Formula 1 driver Jules Bianchi dies in France

“Despite considerable improvements, we, the grand prix drivers, owe it to the racing community, to the lost ones and to Jules, his family and friends, to never relent in improving safety”.


Manor Marussia F1 Team founder and team principal John Booth has paid tribute to Jules Bianchi after the Frenchman died last night at the age of 25. He was destined for great things in our sport; success he so richly deserved.

“Listening to and reading the many messages made us realize just how much Jules had touched the hearts and minds of so many people all over the world“.

Prior to his breakthrough year in F1, Bianchi drove for the Force India F1 team in several practice sessions during the 2012 season.

He had emerged from the Ferrari academy with a glowing reputation and was a test driver for the Maranello glamour team before joining Ferrari-powered Marussia. “He would have been perfect for the coming years”.

Bianchi suffered a traumatic brain injury when his auto careered off the rain-drenched Suzuka circuit during the Japanese Grand Prix on October 5 and smashed into a recovery truck at around 200 kilometres (125 miles) an hour. “Of course I feel ready”, he explained. Now I have done almost two seasons in F1. It looks like the logical step for me if something happens.

No-one laughed or thought Bianchi’s claims outlandish.

Bianchi was tipped by many to be the next great French champion.

From his ancestry, it was obvious where it all came from. His grandfather Mauro had been a well known Formula Three and endurance driver in the 1960s. He scored a superb eight race wins, winning the championship with a round to spare, before winning the final race for good measure, taking his tally to nine wins.

Bianchi died in hospital near his parents’ home in Nice in the south of France. “Thinking about Jules and his family”. Bianchi made his mark alongside Max Chilton immediately, and was kept on alongside the English driver in 2014.

His speed was spotted.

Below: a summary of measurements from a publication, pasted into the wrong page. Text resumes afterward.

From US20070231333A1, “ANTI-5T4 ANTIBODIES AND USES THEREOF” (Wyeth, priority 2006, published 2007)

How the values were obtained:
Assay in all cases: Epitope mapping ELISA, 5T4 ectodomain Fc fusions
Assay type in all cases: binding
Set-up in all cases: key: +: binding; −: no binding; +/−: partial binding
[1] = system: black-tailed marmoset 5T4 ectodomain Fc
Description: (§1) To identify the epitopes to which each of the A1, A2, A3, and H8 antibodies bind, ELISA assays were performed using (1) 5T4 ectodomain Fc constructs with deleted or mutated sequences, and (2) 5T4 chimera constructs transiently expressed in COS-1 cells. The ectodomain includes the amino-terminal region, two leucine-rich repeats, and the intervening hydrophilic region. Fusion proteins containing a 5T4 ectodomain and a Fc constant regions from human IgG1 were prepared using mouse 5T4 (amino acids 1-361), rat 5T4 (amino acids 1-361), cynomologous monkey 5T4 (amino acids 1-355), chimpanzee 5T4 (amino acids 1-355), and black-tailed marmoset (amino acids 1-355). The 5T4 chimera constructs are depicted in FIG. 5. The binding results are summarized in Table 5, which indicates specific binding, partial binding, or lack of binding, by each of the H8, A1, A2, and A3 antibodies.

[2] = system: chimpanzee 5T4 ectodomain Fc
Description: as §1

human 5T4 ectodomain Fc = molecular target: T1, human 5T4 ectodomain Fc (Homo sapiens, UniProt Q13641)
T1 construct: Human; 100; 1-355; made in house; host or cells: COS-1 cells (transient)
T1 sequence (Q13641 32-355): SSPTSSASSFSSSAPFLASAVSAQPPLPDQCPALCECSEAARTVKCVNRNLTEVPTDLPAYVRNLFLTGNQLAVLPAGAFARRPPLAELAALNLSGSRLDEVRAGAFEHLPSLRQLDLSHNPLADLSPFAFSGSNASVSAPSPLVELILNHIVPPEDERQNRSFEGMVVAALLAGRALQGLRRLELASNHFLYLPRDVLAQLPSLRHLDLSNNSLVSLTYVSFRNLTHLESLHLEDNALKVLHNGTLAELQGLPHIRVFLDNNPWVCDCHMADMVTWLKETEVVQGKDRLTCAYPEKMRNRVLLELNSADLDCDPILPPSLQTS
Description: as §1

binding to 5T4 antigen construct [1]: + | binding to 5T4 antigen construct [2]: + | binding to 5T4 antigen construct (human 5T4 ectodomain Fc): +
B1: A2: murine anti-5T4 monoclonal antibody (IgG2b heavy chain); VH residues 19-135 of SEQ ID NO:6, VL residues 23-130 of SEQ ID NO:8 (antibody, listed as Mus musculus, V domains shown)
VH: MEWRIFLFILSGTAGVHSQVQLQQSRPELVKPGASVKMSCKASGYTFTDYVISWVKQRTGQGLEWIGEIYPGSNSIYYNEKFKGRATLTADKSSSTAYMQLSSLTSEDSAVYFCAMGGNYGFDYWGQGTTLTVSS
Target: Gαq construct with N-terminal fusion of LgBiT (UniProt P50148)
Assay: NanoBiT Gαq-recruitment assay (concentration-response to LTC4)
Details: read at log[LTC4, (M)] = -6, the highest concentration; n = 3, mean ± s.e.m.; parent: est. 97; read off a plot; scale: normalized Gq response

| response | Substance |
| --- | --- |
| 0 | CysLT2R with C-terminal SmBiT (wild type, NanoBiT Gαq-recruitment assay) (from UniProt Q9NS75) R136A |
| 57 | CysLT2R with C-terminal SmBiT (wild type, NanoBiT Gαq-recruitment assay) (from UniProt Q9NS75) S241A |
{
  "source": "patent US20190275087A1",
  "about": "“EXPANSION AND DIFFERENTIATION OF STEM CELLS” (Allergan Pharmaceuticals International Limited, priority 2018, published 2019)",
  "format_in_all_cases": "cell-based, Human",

“The world of motor sport is in mourning today”, motorsport’s governing body FIA said in a statement. Another successful season followed when he finished the season in third place overall. Current Williams driver Valtteri Bottas was one of his team-mates.

Shortly before the fatal crash, Marussia sporting director Graeme Lowdon had described Bianchi as “not only an exceptional Formula One driver, but also an exceptional human being”, adding that “everybody loves him”.

His 9th place finish in the 2014 Monte-Carlo Grand Prix and earned the team the £30 millon they needed to survive in the sport, but that was not his breakout moment for he had always been marked for greatness.

How far he would have gone is unknown. However, the horrendous accident at Suzuka ended this dream.

Questions have also been raised about whether the marshals should have halted the race after Adrian Sutil’s Sauber came off the track on the previous lap. He was rushed to hospital in Yokkaichi, Japan, with severe head injuries.

Such disappointment, however, was short-lived when Marussia took on Bianchi after the sponsorship package agreed with initial signing Luiz Razia failed to materialise.

Bianchi is the first driver to die of injuries sustained in an F1 race since three-time world champion Ayrton Senna was killed at the 1994 San Marino Grand Prix.


With tributes pouring in from across the paddock and the wider motorsport world, Sky Sports F1’s Martin Brundle wrote: “RIP Jules Bianchi”.

French Formula One driver Jules Bianchi has died from head injuries he suffered in a crash at last October's Japanese Grand Prix his family says